When we think of Thai food, our minds generally conjure images of Pad Thai (which for the sake of being in a Thai restaurant, I did end up sampling), or Panang Curry, to name a few commercialized items. What co-founders Eed and Matt Landon have done with their Thai by Thai chain is create traditional Thai dishes in a “casual, quick service” format.
To celebrate the opening of their fourth Thai by Thai, I sampled nine dishes that were listed on the not so “Secret Street Menu” consisting of an appetizer, several noodle soups, and rice-based dishes; off-menu were per-request items such as their hugely popular Kai Rabert or the Exploding Egg Dish known in the vernacular, and their “Classic Menu” items including Pad Thai, Drunken Noodles, Fried Pork Ribs (which were amazeee!), and a very sweet & milky Thai Tea to wash it all down–absolute must-have. The Secret Menu is a list of foods patrons would request at the register for items they heard (on the down-low) the restaurant was known to service.
Eed explained the dishes that comprise the Secret Menu are recognized among Thai people as comfort food, the kind of staples you would find among street vendors–this is the kind of information I found particularly exciting because I have a trip to Bangkok coming up, so I was a very willing and studious participant. One notable departure in the way Thai food is produced state-side versus the homeland is in the use of peanuts: Americans love their peanuts…According to Eed, typical Thai fare doesn’t incorporate peanuts to the extent that we do here in the US of A, or they at least use it on a smaller scale rather than as a focal point.
Now, to the highlights:
Believe it or not, this was an appetizer…Like many of the dishes on the menu, I couldn’t pronounce the name, but I could convey happiness and delight. The dish was a combination of so many contrasting textures and flavors. The fried rice balls, crunchy on the outside and malleable on the inside, helped to even out the combination of the pickled pork and Thai sausage, which has a definitive kick.
If you like pork belly, this is your thing, and it certainly was mine. The pork belly was a nice change of pace from the varied soup and rice dishes, as the crispness of the salted fatty pork was complemented by the flavorful Chinese broccoli sauteed in oyster sauce.
Being allergic to shellfish and all has its downsides. Fortunately, my guest placed this dish in her Top 3 of the 15 dishes tried that night. The comforting fluff of the omelet holding the shrimp, garlic, and barely noticeable siracha induced nothing but a simple YUM. I’m interpreting this as a THUMBS-Up!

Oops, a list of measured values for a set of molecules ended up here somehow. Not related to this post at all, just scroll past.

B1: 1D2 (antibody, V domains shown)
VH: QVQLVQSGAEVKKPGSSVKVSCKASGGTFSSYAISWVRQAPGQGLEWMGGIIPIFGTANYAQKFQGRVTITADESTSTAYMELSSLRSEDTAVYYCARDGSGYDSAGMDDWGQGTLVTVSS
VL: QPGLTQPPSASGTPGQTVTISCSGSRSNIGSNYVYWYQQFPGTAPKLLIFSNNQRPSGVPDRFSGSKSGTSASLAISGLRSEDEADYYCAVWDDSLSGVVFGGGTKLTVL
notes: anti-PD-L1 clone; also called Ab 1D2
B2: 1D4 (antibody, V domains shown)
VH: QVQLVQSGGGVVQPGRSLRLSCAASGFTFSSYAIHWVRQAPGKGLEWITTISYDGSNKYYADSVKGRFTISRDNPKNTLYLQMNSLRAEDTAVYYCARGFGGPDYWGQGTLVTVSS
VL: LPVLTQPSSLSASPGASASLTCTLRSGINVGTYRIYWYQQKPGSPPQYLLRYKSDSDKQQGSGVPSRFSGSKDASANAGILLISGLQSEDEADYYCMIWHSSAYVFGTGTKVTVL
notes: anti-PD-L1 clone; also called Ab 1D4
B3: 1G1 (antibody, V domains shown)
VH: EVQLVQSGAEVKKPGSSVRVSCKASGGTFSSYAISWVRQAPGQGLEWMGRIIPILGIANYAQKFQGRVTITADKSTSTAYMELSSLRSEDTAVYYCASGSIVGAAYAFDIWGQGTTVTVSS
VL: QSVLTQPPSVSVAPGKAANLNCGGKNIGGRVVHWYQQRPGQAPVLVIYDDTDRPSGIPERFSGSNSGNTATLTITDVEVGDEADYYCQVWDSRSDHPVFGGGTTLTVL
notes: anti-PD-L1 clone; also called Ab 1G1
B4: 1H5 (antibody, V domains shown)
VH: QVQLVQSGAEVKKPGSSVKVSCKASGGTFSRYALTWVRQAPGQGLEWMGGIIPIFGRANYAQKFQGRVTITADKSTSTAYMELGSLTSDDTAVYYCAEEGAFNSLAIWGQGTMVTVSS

Again, shellfish allergies were, on a scale of 1-10, ranked 3 for the night for being a hindrance. Thankfully, I was able to side-step my allergy problem and sample the chicken and veggies. This dish was very easy on the taste buds, no hugely contrasting flavors. A simple stir-fry concoction made with greens of the run-of-the-mill variety.
For the bulk of the night, soups we’re a constant. There was the Spicy Beef Soup (beef flank, meatballs,celery, bean sprouts, beef broth), Doo Dee Ma Nao (fish balls, chicken, and lime broth), and Tom Yum Ka Moo (pork leg & mushrooms, and lemongrass broth), in addition to the Moo Toon pictured above. Admittedly, while it became difficult to distinguish one flavor from the other as they all maintained a sweet & sour theme and a base consistent in all their soups for the most part, the Moo Toon, was probably my favorite as it had a similar structure to the Kana Mookrob, but soup-style. ***I would highly recommend using their house-made chili sauce, which helped add some kick to what would be otherwise lackluster broths.
This was a true delight for the senses. The Kai Rabert (silent-T) lived up to expectations– a popular dish with customers, and with yours truly, runny yolk is combined with the minced chicken which is similar in texture to ground beef, and set over rice. The yolk unifies and lends a thick coating to the entire meal.
Last, but not least, how could you go wrong with Pad Thai. While the Secret Menu foods were an interesting avenue for exploration, the Pad Thai was very well-done, and one of the tops of the nights…but that could be because of all the peanuts.
While the Secret Menu items are billed to be for the more adventurous, I found all the dishes sampled to be easily palatable and not a huge departure from their Classic menu. ENJOY!